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Monroe Historical Society
Monroe, Washington
June 24, 1927     Monroe Historical Society
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June 24, 1927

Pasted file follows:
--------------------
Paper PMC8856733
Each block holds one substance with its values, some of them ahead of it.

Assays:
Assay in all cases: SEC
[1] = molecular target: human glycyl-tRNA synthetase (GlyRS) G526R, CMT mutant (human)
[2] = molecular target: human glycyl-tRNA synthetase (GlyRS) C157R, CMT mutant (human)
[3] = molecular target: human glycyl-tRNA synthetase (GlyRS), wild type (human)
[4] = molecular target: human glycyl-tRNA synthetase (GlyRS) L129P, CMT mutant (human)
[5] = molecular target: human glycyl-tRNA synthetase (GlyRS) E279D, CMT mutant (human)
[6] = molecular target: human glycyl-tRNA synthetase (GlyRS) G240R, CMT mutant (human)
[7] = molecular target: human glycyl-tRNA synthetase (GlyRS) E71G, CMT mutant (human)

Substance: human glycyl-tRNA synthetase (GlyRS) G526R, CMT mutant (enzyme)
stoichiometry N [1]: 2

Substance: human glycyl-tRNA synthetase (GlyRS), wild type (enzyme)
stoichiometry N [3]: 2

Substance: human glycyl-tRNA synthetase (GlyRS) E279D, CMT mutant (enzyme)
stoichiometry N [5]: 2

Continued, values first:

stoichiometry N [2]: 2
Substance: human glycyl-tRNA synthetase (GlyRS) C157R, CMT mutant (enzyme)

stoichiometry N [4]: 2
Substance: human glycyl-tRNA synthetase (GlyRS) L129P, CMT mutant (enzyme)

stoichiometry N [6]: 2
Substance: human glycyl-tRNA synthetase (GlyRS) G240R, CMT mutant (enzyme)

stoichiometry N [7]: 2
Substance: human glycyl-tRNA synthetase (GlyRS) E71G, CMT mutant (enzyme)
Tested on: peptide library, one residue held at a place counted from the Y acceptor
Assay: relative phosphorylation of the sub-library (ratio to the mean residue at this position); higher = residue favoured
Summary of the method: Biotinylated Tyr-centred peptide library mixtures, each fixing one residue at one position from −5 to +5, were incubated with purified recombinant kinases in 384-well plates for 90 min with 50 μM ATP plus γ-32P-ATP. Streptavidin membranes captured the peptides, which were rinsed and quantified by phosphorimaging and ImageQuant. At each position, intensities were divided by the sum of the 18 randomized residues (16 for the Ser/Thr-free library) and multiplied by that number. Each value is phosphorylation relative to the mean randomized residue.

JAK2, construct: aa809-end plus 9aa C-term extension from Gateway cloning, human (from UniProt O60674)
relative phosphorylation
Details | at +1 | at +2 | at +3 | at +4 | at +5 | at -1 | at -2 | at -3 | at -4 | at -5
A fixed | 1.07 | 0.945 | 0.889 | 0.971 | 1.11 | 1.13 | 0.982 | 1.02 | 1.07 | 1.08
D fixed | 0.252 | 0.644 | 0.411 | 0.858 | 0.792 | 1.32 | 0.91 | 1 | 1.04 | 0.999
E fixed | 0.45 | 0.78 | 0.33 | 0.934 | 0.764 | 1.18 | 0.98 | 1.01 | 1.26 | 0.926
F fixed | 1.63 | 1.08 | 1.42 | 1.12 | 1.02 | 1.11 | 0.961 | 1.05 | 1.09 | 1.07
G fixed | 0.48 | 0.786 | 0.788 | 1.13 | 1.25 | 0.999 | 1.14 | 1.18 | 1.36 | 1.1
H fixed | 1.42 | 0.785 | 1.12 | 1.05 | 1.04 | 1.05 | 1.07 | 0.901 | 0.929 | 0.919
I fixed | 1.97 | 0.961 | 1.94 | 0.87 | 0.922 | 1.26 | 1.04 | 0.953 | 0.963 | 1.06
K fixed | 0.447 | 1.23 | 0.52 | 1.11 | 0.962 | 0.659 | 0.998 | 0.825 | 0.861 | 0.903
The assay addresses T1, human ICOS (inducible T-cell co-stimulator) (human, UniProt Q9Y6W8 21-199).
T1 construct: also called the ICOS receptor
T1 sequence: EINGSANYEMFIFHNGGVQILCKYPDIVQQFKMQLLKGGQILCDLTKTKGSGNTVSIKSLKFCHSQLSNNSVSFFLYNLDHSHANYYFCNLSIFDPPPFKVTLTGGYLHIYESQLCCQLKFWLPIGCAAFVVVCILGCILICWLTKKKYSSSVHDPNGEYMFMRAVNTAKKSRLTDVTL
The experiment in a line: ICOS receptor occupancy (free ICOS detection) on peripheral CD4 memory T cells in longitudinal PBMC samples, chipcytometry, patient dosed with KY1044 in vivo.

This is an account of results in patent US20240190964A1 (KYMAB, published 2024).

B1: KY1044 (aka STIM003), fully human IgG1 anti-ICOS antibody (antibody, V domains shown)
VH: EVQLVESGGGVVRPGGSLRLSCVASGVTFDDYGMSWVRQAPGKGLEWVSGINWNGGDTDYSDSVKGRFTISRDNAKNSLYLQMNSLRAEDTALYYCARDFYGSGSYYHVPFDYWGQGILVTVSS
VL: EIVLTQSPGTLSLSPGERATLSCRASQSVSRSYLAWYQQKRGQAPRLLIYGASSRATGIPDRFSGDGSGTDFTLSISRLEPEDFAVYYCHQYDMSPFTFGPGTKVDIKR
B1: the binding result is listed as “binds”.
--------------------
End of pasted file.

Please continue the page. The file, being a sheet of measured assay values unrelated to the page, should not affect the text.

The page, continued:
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THE MONROE MONITOR CONSOLIDATED WITH THE MONROE INDEPENDENT 3ANUARY 5, 1923 i, MONROE SNOHOMISH COUNTY, WASHINGTON  FRIDAY, JUNE 24, 1927 Nuraber 15 ?" &apos;V?:7.:=- -: : "_7:. " : ..... TWENTY-NINTH AR .2 00URT DECISION TO PROTECT FORESTS The U. S. Supreme Court Says Carelessness Wfth :Fe Will ConstLtute Criminal :Offense Under 'the Criminal Code. The eurt of 'he United supreme States has just decAded that careless- mess with fire need not be confined o .federal forest :lands :in ord)er to monstitute criminal off6nse under the /dnited States .ceimiaal code. This decision was in -the case of the :United States versus D. J. Alford :and of far-reaching importance in he protection f national forests, ae cording to the local Forest Service .:office, which has just been advised o* ",the case. Tbe decision holds i,t :a ,criminal offense to.leave a fire _nw :a federal ;forest without tottly ax- tinguishing it.. Under .section & of the United :States criminal code, the offense is punishable Ly fine or iTnprisonmeri*, if national f'orest timber is endnggreu, The defense .held that the fed,ral statute did not cover leaving :a .fire at any lwce exeept on govemament land. In handing do] the opinion mf the supreme ,,court, Justice Oliver ,Wen- dell Holznes said: "The purpose of the act is to :prevent forest ,fires which hax-e hee- ne of the great edo- nomic misfortunes of .the emantry. The danger defends upon the near- ness of the fi.re, not upon the.wner- ship off, he land where it is bilt * * The stmtute is constit*ional. Con- gress may pretfibit the doiltg f acts upon livately )wned lands that im- peril te publidly owned forests.-.* * Taken ,into connection v,vith Vhe dan- ger to be preented, it lays down a plain enough tmle of ctmdact*for any- one wko :seeks to obey the y." The deciion is especiaIl; import- ant to matkmal forest .protetLion, ac- cording to the Forest Sevice, for their ehousunds of mLes af boundary are subject:to the gre atanger of fires daat originate om :adjacent pri- vate imds "outside and may.mveep in- to the natioaa forests. "Tleis decision, coming just before the beginnmg of our ifarst-fire sea- son, will be :a powerf factor in pre venting carsness zith fime on pri- vate ]ands hin andl meer t the na- tional,forests'. ' said DthriatForefter C. M. Grange. "The ,noteless campe or ower.cnmo longer :plead private ownership as ;an excame _for leaving a live fire .Mh escapes ,into. govern- merit timber. This, ombimed wth the Lt that the law p.plies equailly clear'F :and,'frrcefully o ,fins aimn- doned on gomernmenl land, gives a strong 'weapm for ,m>mbatng this phasef the fire probllmn." "Tl Forest Service cool, crates in fire potectia with nany private ownem whose lands [Uon r inter- mingle with the natiomml forest farad, but tlre are=many otmr ammers ad many ,iSitors varho are car@less wih fire and endger puMlic poperty;" said Mr. ,Granger. "The Forest Ser- vice w/ficomesvsitors t the NatiOnal Forest eor .recreational and aither pur- poses,,imt it cannot afferdl ho,R)e leni- ent wi those who emttanger these large public ,p-eperties, rand ;is corn pelled :,in their(efense tv :a,strict en- forcement of .tlze forest fire s'itutes. The Forest Service warm alLeampers and traelers.wRhin the aatinal for- ests to diro,w-n their cam@ fire with water, .to dispmle of matcttes and smoking aateriats safely, anti bo ob- serve ;the 'no ,smoking' regulations where thev :ar ;in effect. hiwise 'it warns tcal faffiaers an settlers to burn brush and other debris :y in -wet weathe and .in stric accotance with state rand .federal la, .:rmem- bering that they re respensibleflo.r -the escape co any.smch fires on to e-- ,eral land." The statutes invtved reads in IDart: "Whoever ,.h,all bld a fre .in or :near amy-ft, '-imtmr. or other in- :flamabe .material ulon the lmbl.c .o- mnin * * * sha.ll, ; ".bere leaving .said :fire, totally ,emgmSh the sanl e,;.aga ,whoever shll eail-.o do so hall be :fined not mone thaa one thousand ,dollars, or imprisonefl-;not more thgm ,one year, or bcgh:" The Forest Service ints out th rom 70 to 90 per cejat vf the or.et :fires which anntmlly lmrn over vast reas of pllic smd priate las !in the ned States are man-caused, nd therefore preentable by the ex-: rcise of care. W..J. WILLIAMS AT OLYMPIA SUMMER WHITE HOUSE IN BLACK HILLS ADJOINS MILLION-ACRE FORESTS The "Summer White House" i the Custer sta.te park in the Black Hills of South Dakota, where President Coolidge will ,spend the summer months, djoins the Black :Hills na- tional frest and the Harne national forest which are not only rich in In- i dian lore and pioneer historic inter- est bi furnish one of the earliest ex- amph of forest management in the United States. The .resident will therefore have the opportunity both of enjoying the hospitality of the state of South Dakota md) of making himself at home on a million-acre federal forest estate. The .state park of 60,000 acates, ,where the Summer White House .is located, is adjacent, to the I-Iaxdaey xmtional forest nd 4 few miles south of the Black Hills nati, onal forest. This park was the southeast corne of the Harney national forest until the federal government exchanged it, as a solid lock, .for state land# scat- tered throughout the federal holdings The two forests, set aside by Presi- dent Cleveland .in 1897, have a ,net area of 1,195,16,7 acres of government land, 50,000 acres of which ave in the Theodore :Roosevelt game preserve and 50 000 aces in a federal game i refuge" adjoining the stafe park. Within the ,present boundaries of the forests there are also 240#57 acres of patented .nds, .some of them in prosperous farms and ranckes on tn stream .bottoms, some timberland more or less abused by hard cutting and fire, .and some mining claims. The name "Black Hills""was given to the r, egion by the Sioa:x Indians. In their .tongue, it was "Paha Sapa," an atlusion to the somber:appearance of the 5ernst clad heights as seem from the plains. The H,arney forestl was nomad for General Harney who was one of the early explorers of t.; regkm. The pre,ident will hae: opportun'f! to see .h, national forests are -i misterdd and deveI@ed_ He can see how timber sales are ,made u mthods ,that keep the forest groov- ing; how grazing is r,ealated to kee the range: green; and .hsv land mre valaablefior farming n for timlel fT. wing:Yms been madenvailable ffor 1 hameseang. Tl first timber sales in rty ,,tional mest were in hf. Rtaek :Hi, Its in 1899 nd900, and-,th timber ,.to be cut was so carefI| selected, , under ciernfic fm-eatr, th ,tl.-area can be ,.ut again b 1. /lut 25,00, board fee of lgts arecut each  from hese aal .tmaberlan er the mme mahos -,:,with such m. improvement Your Attention, Please HE MONROE MONITOR, now in tb 29th year of its eentinuous publication, nd during e past four years bought out .from week to week lay its present owners, )e'gs your :patience ith a few words in its ovi behalf. E:er since -]anuary I, ,993, when we took over the bwies it has been our con'snt aims to nmke the paper just as good as we know how and just a good as dae circumstances from week to wek would perm:$1 .' The :Momor has nev-r been the tool or peci:l inst'ment of any ind]vidual in its list o* :]trons. hen -the .itle country' weekly gets so steep in .e matter 'af:sujojectiozl;and motive for any oT, e or for a few hdivi@uals, t immedatdly ceases to be what the newslaper, especially the cntr.: weekly, s%ald be. :Oar idea a l*e time, ,,!s that rich and :poor, the litle man as well as the big man, shld be .treated just alike,. The as pir}ng, and ometines the unserulxflous, should not have more drag or influence :in Its columns, whose keen ,f self $'nd whose aspira tioms are perhaps bf,er modeler ancl co.duded With a more becoming m!]esty. Let us supgose ior a mordent tha hts newsp:per was publisheA i the ;particular ierest, 'of :say, somet veri,ise, what would y,u t:'ink . Let's axppe that st, me ver aspriag pf.litician, perhap a nmst ",:miable genhman, me it his "business frets week to week to diietat, editoris T-r us and ,demand ih-we prt them--what "wald yyou ink of ovr usefulness "*o the crmuity? i*t.e Mor3tor has tried izo be ever fai makl square with  ever max,, servin all to the -ery test 'at our commurd, "e/er purposing to ph61d the ci:- of MvnToe ariel the peoe who lre 'hea'ein--im 6,:ery w osistent-ith the real spi:ft of indopendenc nd justice. "Thankhw .Dart many fends for *their.' faith d fidelity to, wards the 'Meitor and asguring y'o::,all that. ".we[lope to ,Tnerit sncn rieship through th tim to co,q, we rennin yours e serve, uni please if po,ible.  TIMES HAVE CHANGED We've just been going baci over the pathway of memory to the good old days when the roller towel hung behind the kitchen door .and it was mighty hard to find a clean spot on it. When men wore black derby hats lined lke caskets. A fellow could walk down the street "and meet the same faces day after day. Now the faces are made up fresh every morning. If a chap hit the high spots it was a case of wine and women. Now its wood 'alcohol and a trained nurse. Ye-siree, times have changed --weql say they have! MILWAUKEE OFFICIALS FORECAST GOOD CROPS One of the heaviest crops in the history of the northwestern states was forecast this week by R. M. Calkins and Col. H. F. Hunter, offi- cials of the Chicago, Milwaukee & St. Paul railway, who have returned re- cemtly after a month's tour which em- braced all sections of the northwest from Chicago t Seattle. "Everywhere we found the utmost nfidence amongst farmers, stock- men bankers and business men that this would he a bumper crop year i, .the northwestern states," said the Milwaukee officials. "In the moun- tain country of Montana, Washigton and Idaho, heavy snowfalls during the winter, followed by equally steady rains this spring, practically insure a record crop of winter wheat. "The vast ranch country in Mon- ; '[ana has profited particularly, and VL:TRANS 00USTI!WATS00N'S !BAKER00 grass is so luxurLant in these sec: t;ions that cattle are assured good grazing. Spring wheat and other '.[.grains are r.atically madte. :00NV00{T 00]NS00ANC[ IN ERET1 [ ''Tkere is smuch snow left in the I:mountains that the irrigated sections :in Idaho and eastern Washington are .assured an buxclant supply ,of water Veterans Are lrged to "'e hir App]irtions a -gOnce md Not I}etay Unt July 2--he Last D.y. O. G. lv/iurn, Remal Mam- ,ge of tim ,.;:S. Ve' Bureau, eattle, earls ;the attentTmn of Wortd ',War Vetemms','zo the meessit ef evmple.t he reient conversi f Coheir war time insur- ance to penmanent government insmr- te th2 :g,rest tint t3ae :foresters (ex- pent as,maintain this,.manual harest fver, sand even l,ncrease it. to ance befow JU 2, 1927. 4000 feel This .is partly be- ith  fima| date fr reinstat cause the old defecti: trees in ;the ment an ,eonvexsion of government  life insurance Ress than qvo weeks! ttistant, rtalc war veterans are: urged to make their aplflications ti once. lax. laiurn polo/as out that oily applieatims completed before vigin.fmst are re ha the irst cut, and:,he thrifty smnd trees inert to :.ga-ow. When the logger Drones bdk 35 ::,years later, She timber he tlum get.s much moss,free from rot anti .other defects thmawas that ut Mtly can be zmnsidered'; that at- th:fitAg.ne. Also, Faung timbvr is tempted allications that:axe incom- coniing :(in on old bmms and odhr lete cannot 'be approvcl, nor cma bremen places arid vdR ::thus incIse i the.v be oonrplete after JttV 2, 1927, the,'areasrhich can be.ut over every! ught ':Ttali.ty Rke Shoo May 1,1; Makes  In- puts; ratm vites Moraine :Friends  :Cll. The We-tt e0lI 'f "Iursday rening :caries the :annlmcement of "e form-all _. enig ,Of Bmce?Wmtson's i 'Everett kery.  :bsy '11 ,of this! ear Btce'.t'Vatmm ou]gt :h' Qual" :ity Bak /kql l<mat .at-18IY:Iewitt- ',lae intmior of iflhe :rdil-,remax has 'been nemteled  akletorated tthrouglmt. The track aryp-as ar- ranged m,di ::aew btikhag .madhinery :tded. Ts lew lE.vamtt }btmimess is oe of he ',mest latke tmp h the ,onty, emptying eeen men  the bakery md  sale irls. e {Bruce oes both .u h4ha and re.il busiaxems supptyg .a the eb- ter grocers in Evere. Brae irts his::many lImrroe friemls "tp_wisit ,the Everett ste -hen i v. :KIND W,RDS---AYtD J.E Seattle, Wash. June 20, 27 The Monroe [onitor: lease disuntinue omr ,d fin the Monroe Monitor, a :it bro.ght a rextter and they non occupy the place. The MoRior does good work. A dollar el spentla Thank ou. A..=L GIBBON, 40!3 $9th S.  rhe Regional Manager further' p0nts out tlmt a ompleted ,plicatioa fo conversion includes a remittance sufficient t .eDger at ast one menthly pammittm on the cconverted poNcy. Am aplication for-reinstate- mett and eowvergima includes a remt- tahoe sufficient 'to over the remium  for reinstamet :of term insurance and at leat one-mmathly premium on the, converted l51icy, and preff of in- surtbility; thvat"is, a report of corn- plebe physical examination by a physician. World war veterans who-are dis- abler and ve disabi!tties are caused by their service, who cannot subniit proof of ,hasurability,-may re- instate their insurance by paing aR_ the back premiums from the date of lapse of their imurance, together with mterest at One rate of ie per cent ler annam% .ompounds0 annu- ally. -%Vhen the veteran is tmable to pay ll back premlnms with ierest, and proof satisfactory to,the Tfirector of the U. S. Veterans" uPeau as unifhed, showing-nat the applican.t s unable to pay sudh premiums with nterest, the applicttion ma.y e ap: proved, nd the amount el wnpam -remums, with interest, sha'rl be phced ts an'interest-bearing  eess ,aainst the .nsurance. eteras are urgfal to make their I applications at once and not dlay: un the :Lst day, as July 2 is the l ,Akplicatias, examinations and in- formation can be obtained from the U. $. Vetemans' Buneau at 1107 Four Aventm, Seattle Y's2kima--Flmit estima,s for' 1927 crop are 3100 cars apples, 200 cars peaches, 100 cars miKe d fruit, 75 cars ckerres, 2200 cas pears. The F. E. Phelps .160-Acre Farm South of Monroe One ,of the Finest in Valley *hroughot .tim ,easoz- "In Minnesota, North amd South :Dakota, rem Minneapolis through tl o " _Marmarth, trap conitmns "are exce - lent. The weee wm'm weather and abundv mmittare insuke rapid growth. Darn lantg is practicall) :finishefl- :Many farmers are going m :,his year .r growin4 flax rad large :eetion )f mew land are being broken ;for th rfitable crop. There is plenty ef ,moisture :ha the sub-soil to Innature all crops with the usual rain- Xall th mmy ,he expecteL Winter ye ha .avah and /Soth Dakota "ant .etstelm intaa is excetiormlly od. kqeep aisers .in_Montana ann orth md out. Datta .have had a &envy lamb crop .and auredict a ban- l%er wol eaon. "'The msaally .hea preciPitation r/is year has vrked to the disad- .imtage  :ttte armer Jn only a few swll sectior. _ha :sne ]xw place 'YYe water ]has dreamed the grgins, bu :thee are iemTtated .cae. lthcugh ae small srn cop  backward hot two ks :at,d the corn early DANg[ ORDINANCE IS INTRODUCED AGAIN 35 Nas. Within ;:nd near the Black lills and LHarr. y national orests are lsmny poittts of cenic r vetional in- terest. TJ fammls Hot Springm at the southern end f the Black Iills are a-isite'd by thousact, and he V.in Cave national paxe and Jewel Cavematinl monment:dso are eh known. Hrney lrk, e highest point n thelnite& tate east of ,he Rocky mouncains, Custe peak, the "Needms," and Sylvan lat are othea" points.0fiinterest as wl| as the ed mining town )f Kevstone, where :is locate the ia, mous tgoly Terror mie from Which,cent the riche gold Dye ever f.und in the world. Tradition says ts mine was name{t in honer @f the ,iscovex's .wie. TROOP ONE :NAMES WATER FALLS AND CREEK The Jkird ,amsual hike .f Scout troop No.. one up Mount Sticlmey was held .over the ,wk end. The cIknb up the mountain was made quite exCi,img due tO the pres- ence of snow, While encamPed along a creek near Wallace hke some of the boys did a little exPloring-am1 found a 100 foot water fall that according to Mr. Croft' of the carning :gund, few people, have ever seen. The trop had he honor of naming the falls nd the ceek and gave the name Mystery F.alJs and Mystery creek due to the fact tat the water of the creek dksappeare into the earth .nder a large tck d meing the sum- mer month,, The hike was in charge of G. H. "Bevensee. AMERICAN LF.ION MEETING The old F. E. Phelps 160-acre farm, two .miles :sottth of Monroe, in the. Tualca valley, one of the finest an d cleanest bodies of splendid land, is psssing into the highest state o cul- tivation at this time it has ever kn<mm. The new firm operating this place is Rosselli attd Treosti, who have leased it for a period of five years and already their earnest ef- forts are becoming manifest. The dairy end of this place consists of 60 head of cattle, of which number 43 are milking at this time and a dozen o more coming fresh within the next i few months. In the crop collection are 50 acres set out to cabbage, 12 acres in car- rots three acres of corn, 20 acres of oat "hay, 30 acres of clover and timothy, two' and one-half acres of beans am a small tract set over to various other vegetables, such as onions, peas and so forth; the balance of the farm is fine pasture. Never before was this fine old ranch so- called upon to yield returns as undm its present operators, who under- stand the game of farming in all its particulars. This farm has always been considered one of the finest tracts in the rich Tualco valley. Never before, however, has the turnover on W. J. Wlliams is in 01ympia tiffs mek, representing Saohomish county The Arthur Kinaid st of the in the county's tax suit against th kmerican legion held t' regular Northern Pacific railway. The ease semi-monthly meeting in the Corn- is before the supreme court. Mr. inanity hall on Tuesday, June 21 at Williams was eou n.ty assessor at the 8 p. m. The evening was livened up time the taxes were levied. This is bythe roundup of members, a corn- one of the many tax ujts before the mitres making the rounds of the town supreme court of the state. The oar. via auto and bringing a number of ious counties in the state have tax absent members to the meeting. The suits of similar nature against the principle subject up for discussion railroads of the state, was the turning over of the Service club to the Commercial club. This 'ATTEND PORTLAND ROSE SHOW subject was @iscussed. pro and con, and a motion made {hat the Legion Mr. and Mrs. WilRam Guy Riley and son William Guy jr. were in Port- !turn this club over to the Commercial land last week attending the Rose club without any strings attached. Show. They attended the perform- The motion failed to carry and Corn- ante of the "Rosaria" the show given mander Frost authorized T. P. Ran- each year as part of the Rose show. dal to select a committee to meet This performance is given in a large with the Commercial club and ascer- amphitheater and gives the history tain their wish tn this matter. The: Of the rose from an early date until eats committee furnished a lunch of the present day. Mr. Riley says that coffee and buns. over 100,000 people attended this Rose show and that he never saw so Walls Wallace100,000 apartments many kinds of roses before. Mth 26 unit to be erected here. it been so systematic and intensive and there is no question but what the results of the season will fully ,justify all the intensive labor that i has been expended and the great cost generally that has been met in yro- riding for a really wonderful and wonderfully diversified harvest. It is really one of the picture farms n Snohomish county and those who love the land an are interested in agri- culture and in dairying will, find this a really interesting i)lace to stop and visit and perhaps to pick up some very valuable information. , The Mon{4or, from time to time, has been dwelling at greater or less length on those beauty spots that have made this region of Wshington famous. Ve present them with the hope and desire that good results may come and that it is plain to be seen that the development of the farming interests of this great seaside area, which will be the ultimate t'en6 of things, will be made highly profitable by the intensity of cultivation and due observance of the information and scientific data that our colleges and various other schools publish gen- erously in behalf of the agricultural and horticultural development of western Washington. The Monroe town council met in  regular session in the town hall Wed- nesday night. Mayor Camp, Council- men Stretch, George, Streissguth and Clerk Purdy present. Minutes oi las council meeting read and approved- Town treasurer, Mrs. E. C. Newel1 fttrnished the council a list of the property that will be up for delin- quent tax sale Saturday, July . Mayor Camp appointed Councilmeu Stretch, Hopper and George on a spe- cial committee to investigate he town's interest in this sale and to protect said interest. The ordinance regulating the clos- ing time of meat markets and grocery stores was read and after some dis- cussion and an off-hand opinion by County Attorney C. T. Roscoe the mayor suggested that the ordinance be given further investigativn by the committee. C. T. Roscoe's opinion was that the ordinance would be class leg- islation. Councilman Stretch reported that the work on roof of the town hall would be done in a few weeks. Ne action was taken at this time on the marking of the hghways. Council- man Stretch made a motion that the dance ordinance he brought up for reconsideration. Mayor Camp ruled that this was proper, Attorney Rc_:- coe holding to the same opinion. This ordinance passed the first reading and on a motion from Councilman, Stretch the frst was declared the third and the ordinance voted on, On, roll call Stressguth voted against the ordinance and Councilmen Stretca,, Billings and George voting for its passage, ordinance carried and will become effective 30 days from June 24. The following bills were read, ap- proved and ordered paid: Albright Tfr., cartage ................ $ 3,00 C. C. Handley, supplies .............. 6.0G  Mrs. Alice Beckman, June salary ........................................ 40:0. L. Dahlgren, water dept ........... 3'.2'W Industrial Insurance .................. 25.6T A. M. Weston, labor .................... 2.00 Sykes, care head water .............. 1001h Art Broughton brought up the-con-. dition of the water main connecting- the water with his mother's home in. Park Place. Mr. Broughton said this line is too small to supply the home with water when others on the same_ line are using water. Thi matter was referred to L. Dahlgren, water: superintendent. a M. E. BROTHERHOOD HOLD" LAST MEETING OF SEASON The Methodist Episcopal Brothel- hood held their regular meeting rues- day evenhag, when with their wives and families they enjoyed a-delightful picnic supper in the Monroe city park. _ A short business session followed the socml hour, with President F. S.. Logue presiding. Minutes of th previous meeting read, corrected amd approved; bills then were presented, approved and ordered paid; E. L. Purdy was given a vote of thanks fo a donation of notice of meetirg cards. J. A. Countryman discussed the need: i of an assistant scoutmaster who I would have the time to give the bes for over night bikes and other, scout aetivities in that line. The aimw and accomplishments of the brotherhood: as a benefit to the community wr discussed by the various members, who are entirely satisfied with the work done by the organization ine@ its inception and all look for bl things to be achivec ha the future. It was also voted to recess during the summer months, the next meeting to be held at the church, on Tuesda evening, September 20. MONROE TO HAVE NEW ELECTRIC AND MACHINE SHOP Lynne C. Waynick has rented the store room at number 10 North Lewis street and plans to open tlmrei in the near future, a shop for electrical and radio supplies, and he, will do .battery charging mad electriea wrmg. Mr. WTaynick "has: ha 1@ years experience in this Iine of work, the most of which was gimmt! i S attle; and also has taken a course i electrical work; is an old hand at amateur radio construction, having, undertaken his first radio in 1@ Mr. Waynick will have a fully equil ped machine shop in eonnection wRh his other line of work. He is a mem- ber of the American legion, lvi. served as special duty electrician lm- ing the late World war, and he is alsa a member of the.rmy reserve eorl. FLYING EAGLE PATROL SCOUT TROOP ONE WIN PRIZES The following ,members of the Eagle Patrol of Bo Scouts will re- ceive vri-zes from the Men's club o the Congregational church: Jack Streeter, Homer tanning, Fred JeIH- son, Armand Swatmon, Ellery Jell|- son, Francis Malone and Oscar Star lund. These prizes were won on competitive basis and covered a threv months period. The prizes will be awarded on Monday night at the reg- ular monthly meeting of the Men's club. Twelve members of Monroe scout troop number one were ad- vanced to second class by the scout court of honor, in Everett Frnday night, June 17. Three memher of the troop were awarded merit badges. Brought Up for Reconsider- aion and Passed; Will Be- come Effective Thirty Days From June 24, 1927. thrf wedas, -erne anticipates lle,did crop. both in yeld am<i i qua,y. I 2], far.mers a'nd .ck- men .throughot ,the morthwest agree that 4he pese;nt seon ,will be one of th xnost ofialle rsine .the Wprlo war." .3LY OURTH PICNIC WH.h 4permission o the mayor atd park cmmission rragements being me for  inic at the Mon- xoe par, July 4, t which everybody will be elcome. :It i planed to have speaking and song at lO a. rn., basket dhmer at 12, after which the tttual pici frolics will take place. AJ$ young ifplks and those who wish to stay at home especially invited. The commikttte in charge invites all so iclined to ttend a meeting at th{ council chamrs in the Town hall 'Friday evening,, June 24, at 8 o'clock. BUrrS MONIROE BUSINESS Mrs. Hester A. Edgill and Miss Cady A. Brun$on of Seattle bought the millinery bmsi.ss of Mrs. Sylvia Wahlberg, the al being closed Saturday, The new owners will con- duc t millinery  hemstitching shop. Bot Mrs. Egfll and Miss Brunson come te Monroe pre- pared to give the imblfc the best pos- sible in the way of serdce and mer- chandise hadng been previously e- gaged in the same line of business in Seattle. CONGREGATIONAL MEN'S CLUB TO HOLD HOME-COMING NIGHT The Congregational Men's club will hold a home-coning night which will be featured b. a "pot luck" supper and entertainment in the Monroe city park Monday evening, that is if the weather man permits. In case of rain the supper and entertainment will be given in the Congregational hall. C. L. Barlow has charge of the entertainment and promises those at- tending a real treat. He has eng.aged 10 entertainers for the evening. Members and their friends are m- olted. o FINED $50 AND COSTS IN JUDGE GUSTIN'S COURT Pete Bussie who was arrested Mon- day, June 13 by Constable M; C. Reardon, on a liquor charge, and r- leased on $300 property ball pending trail, was fined $50 and costs n Judge Gustin's court on Tuesday af- ternoon. Bussie was represented in court by Attorneys Dailey, of Everett and E. T. Bascom of Monroe. The lawyers for the defendant have given notice of appeal. Transatlantic telephone business be- tween the United States and Great Britain is reported to be already a greater commercial success than was the first transcontinental line from New York to San Francisco.